However, on the positive side, as I mentioned, the drivers for the most part are great. I get that everyone has a bad day, and sometimes you just don't feel like chatting, so I forgive those drivers that made me feel a bit meh. I have had some great conversations with drivers, and I think it is great that they come from all walks of life and different life experiences, and I've actually learned some interesting stuff from drivers. But I've also had a driver--NYC--scare the crap out of me dodging cars, driving on the wrong side of the road, and taking risks that I thought were insane. The good news is that when you rate these drivers, Uber is great about following up right away and taking action with these sorts of drivers.

The best advice that I can give you regarding Uber is always, always, verify the license plate number before getting in the vehicle. And compare the driver's picture in the app with the person driving the vehicle. Finally, read the Uber FAQ. This is probably the number one thing everyone should do before you start using Uber or before you start using them extensively. These same tips also apply to Lyft, by the way.

So have you taken an Uber ride? If so, what was it like? Any tips? Any of you drive for Uber? Any secrets you can share with us?

Sunday, July 30, 2017

Santa Cruz Beach Boardwalk

Went to Santa Cruz yesterday despite my broken toe. I wanted a day away from the computer, work, and thinking about either. It is important to maintain a work/life balance, and sometimes just getting away is the best prescription. I hobbled around all day, putting 14,790 steps (7.27 miles) on my FitBit, but enjoying the sun and fresh air.



The Boardwalk is a "tourist mecca," so anyone traveling there during the summer, or holidays, should expect crowds. It is also a bit on the pricey side. You can purchase a wristband that gets you unlimited rides and attractions, and/or a card that lets you do the same and to play midway games. One of the interesting things I found with the midway games is that children under 12 get an automatic win just for playing. I think this is a great idea, and certainly fair to the parents who are spending money for their kids to entertain themselves. It keeps the kids happy, and of course encourages them to spend more money, but at least you are always getting something for the money you shell out. There are also non midway games such as miniature golf, pool, shuffle board, etc.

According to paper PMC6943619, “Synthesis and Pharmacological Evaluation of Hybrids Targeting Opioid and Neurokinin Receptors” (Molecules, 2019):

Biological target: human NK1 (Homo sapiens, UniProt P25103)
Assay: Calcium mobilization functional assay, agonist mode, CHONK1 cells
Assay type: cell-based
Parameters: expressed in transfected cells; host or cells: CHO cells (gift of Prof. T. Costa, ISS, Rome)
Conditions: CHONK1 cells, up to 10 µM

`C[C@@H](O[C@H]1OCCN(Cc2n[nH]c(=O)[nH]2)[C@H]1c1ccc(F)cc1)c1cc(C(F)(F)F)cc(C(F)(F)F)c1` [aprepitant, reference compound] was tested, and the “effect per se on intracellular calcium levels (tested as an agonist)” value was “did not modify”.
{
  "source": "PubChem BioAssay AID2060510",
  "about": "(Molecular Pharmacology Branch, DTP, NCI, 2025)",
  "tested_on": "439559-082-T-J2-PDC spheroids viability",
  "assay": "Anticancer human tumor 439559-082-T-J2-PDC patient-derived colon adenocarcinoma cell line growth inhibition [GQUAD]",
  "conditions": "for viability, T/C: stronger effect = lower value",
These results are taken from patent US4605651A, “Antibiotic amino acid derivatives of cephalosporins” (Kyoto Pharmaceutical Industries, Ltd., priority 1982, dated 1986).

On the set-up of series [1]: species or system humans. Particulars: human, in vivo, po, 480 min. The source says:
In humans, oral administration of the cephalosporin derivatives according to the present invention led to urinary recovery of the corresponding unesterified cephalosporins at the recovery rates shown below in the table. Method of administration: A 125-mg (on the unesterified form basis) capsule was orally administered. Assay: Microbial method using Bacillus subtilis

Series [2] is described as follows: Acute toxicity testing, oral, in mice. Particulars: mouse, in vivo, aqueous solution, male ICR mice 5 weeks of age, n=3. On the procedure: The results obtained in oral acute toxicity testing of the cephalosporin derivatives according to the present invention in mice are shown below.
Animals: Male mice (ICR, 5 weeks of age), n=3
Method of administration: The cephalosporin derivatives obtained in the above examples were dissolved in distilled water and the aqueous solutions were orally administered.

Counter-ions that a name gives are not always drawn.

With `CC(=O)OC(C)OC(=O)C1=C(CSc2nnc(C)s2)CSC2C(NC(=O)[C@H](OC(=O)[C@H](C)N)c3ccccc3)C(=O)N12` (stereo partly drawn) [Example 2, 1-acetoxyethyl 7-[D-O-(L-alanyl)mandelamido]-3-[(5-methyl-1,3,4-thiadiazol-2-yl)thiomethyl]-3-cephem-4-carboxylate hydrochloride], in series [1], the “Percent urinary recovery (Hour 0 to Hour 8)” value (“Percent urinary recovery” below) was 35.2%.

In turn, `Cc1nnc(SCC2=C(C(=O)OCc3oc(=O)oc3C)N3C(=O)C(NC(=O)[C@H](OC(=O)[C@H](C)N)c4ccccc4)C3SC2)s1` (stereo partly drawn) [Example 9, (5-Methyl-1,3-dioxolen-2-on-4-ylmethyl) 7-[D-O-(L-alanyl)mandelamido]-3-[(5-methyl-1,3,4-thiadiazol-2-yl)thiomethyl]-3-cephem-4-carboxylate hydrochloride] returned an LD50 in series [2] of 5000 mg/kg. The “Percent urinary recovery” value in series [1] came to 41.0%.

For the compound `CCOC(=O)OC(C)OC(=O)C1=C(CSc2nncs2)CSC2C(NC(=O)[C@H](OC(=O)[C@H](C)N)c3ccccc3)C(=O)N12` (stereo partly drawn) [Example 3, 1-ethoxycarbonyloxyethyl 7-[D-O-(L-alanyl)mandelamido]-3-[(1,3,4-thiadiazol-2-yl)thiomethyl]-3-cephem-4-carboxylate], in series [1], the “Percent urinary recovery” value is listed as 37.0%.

The rides themselves, are on par with most fair style rides, but not at the level of the big amusement parks. There are a few roller coasters, spinning rides, and a couple drop rides, as well as a sky tram and a few others. But don't forget the Pacific Ocean, wild life, and all the scenery and of course food. According to Google most people spend 3 1/2 hours here, but you could easily spend an entire day if you take it slow and take in everything the location has to offer. There are also Friday night concerts and Wednesday night free movies on the beach at certain times of the year. There is also copious amounts of beach activities including volleyball and barbecues. Lots of people bring tents or canopies and spend the day on the beach as well as visiting the boardwalk.